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I use git all the time for my solo missions but I tend to just work the master.

Should I try forking even if it's just me?

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+1 Just because the title is so funny. –  ewall Sep 29 '10 at 18:09
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Yeah, usually in the left eye! –  Josh Stodola Sep 29 '10 at 21:16
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@ewall, yep. The best I've seen all day =) Though now I have an urge to repeat all the Blue Raja's jokes from Mystery Men –  David Thomas Sep 29 '10 at 21:17
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Turns out I meant branch, but where's the fun in that. –  Louis Sep 29 '10 at 22:20
    
Aren't you confusing forking with using branches? –  takeshin Jul 17 '13 at 6:03
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2 Answers 2

up vote 7 down vote accepted

Even if it's just you I would suggest you to try the topic-branch workflow of git. First and foremost to get a feeling for it so you can apply it once you take part in bigger projects.

$ git branch usb_support
$ git checkout usb_support
.. hack hack hack ..
$ git checkout master
$ git merge usb_support

Obviously you can also switch to a different branches in between if you feel like working on something else. Even if you are just on your own it happens that you start working on something only to later realize that it was a bad idea. In that case you can just throw away your topic branch and don't pollute the master branch. Of course if it's a project that nobody else will ever look at it does not matter that much even in the master branch. But then the gaining-experience-argument is still valid.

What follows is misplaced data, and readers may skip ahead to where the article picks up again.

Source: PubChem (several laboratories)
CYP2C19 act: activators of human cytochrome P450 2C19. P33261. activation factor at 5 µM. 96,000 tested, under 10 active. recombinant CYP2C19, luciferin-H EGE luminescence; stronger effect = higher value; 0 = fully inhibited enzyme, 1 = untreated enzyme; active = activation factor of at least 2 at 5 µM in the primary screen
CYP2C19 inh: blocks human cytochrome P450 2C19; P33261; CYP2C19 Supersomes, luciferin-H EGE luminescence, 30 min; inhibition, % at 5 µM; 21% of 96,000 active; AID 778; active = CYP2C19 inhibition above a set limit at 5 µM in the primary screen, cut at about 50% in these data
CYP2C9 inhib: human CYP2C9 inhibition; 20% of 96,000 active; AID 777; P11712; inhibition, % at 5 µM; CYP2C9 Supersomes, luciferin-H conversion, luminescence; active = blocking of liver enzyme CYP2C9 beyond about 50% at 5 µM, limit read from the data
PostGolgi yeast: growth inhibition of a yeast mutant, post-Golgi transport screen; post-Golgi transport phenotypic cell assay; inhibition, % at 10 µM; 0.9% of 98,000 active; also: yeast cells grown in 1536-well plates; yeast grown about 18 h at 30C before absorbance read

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Sorry, my answer makes no sense because you were obviously talking about forking and not branching. Sorry. As for forking I do indeed so no need or use if we are talking about a one-man project that nobody else works one.. I guess personally i'd just tag the last commit before I go into a different direction and continue from there, no need for a fork –  gilligan Sep 29 '10 at 11:44
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Forking is about cloning a repo on the remote side, because you don't have direct credential to push on the main common repo.
That is why GitHub introduced forking (which is nothing else than a git clone --bare on the GitHub server side).

If you do have the right to push directly to a git repo, forking it (meaning establishing a second "common" repo on the remote side) is not needed.

Forking is not like a git clone you would do on the client side (i.e. on your workstation): there (on the local side) you can clone as many time as you want.


That is why Chris Heilmann will have this slide in his "Reasons to be cheerful" presentation of Fronteers 2010 (a non-profit trade organization of Dutch front-end developer), next October.

alt text
CC license

If you cannot directly contribute to a remote Git repo because you want to introduce drastic code, you can fork on the remote side, clone on the local side and pull/push at your heart's content.

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+1 for the terrifying cute cat...thing... O.o –  David Thomas Sep 29 '10 at 21:19
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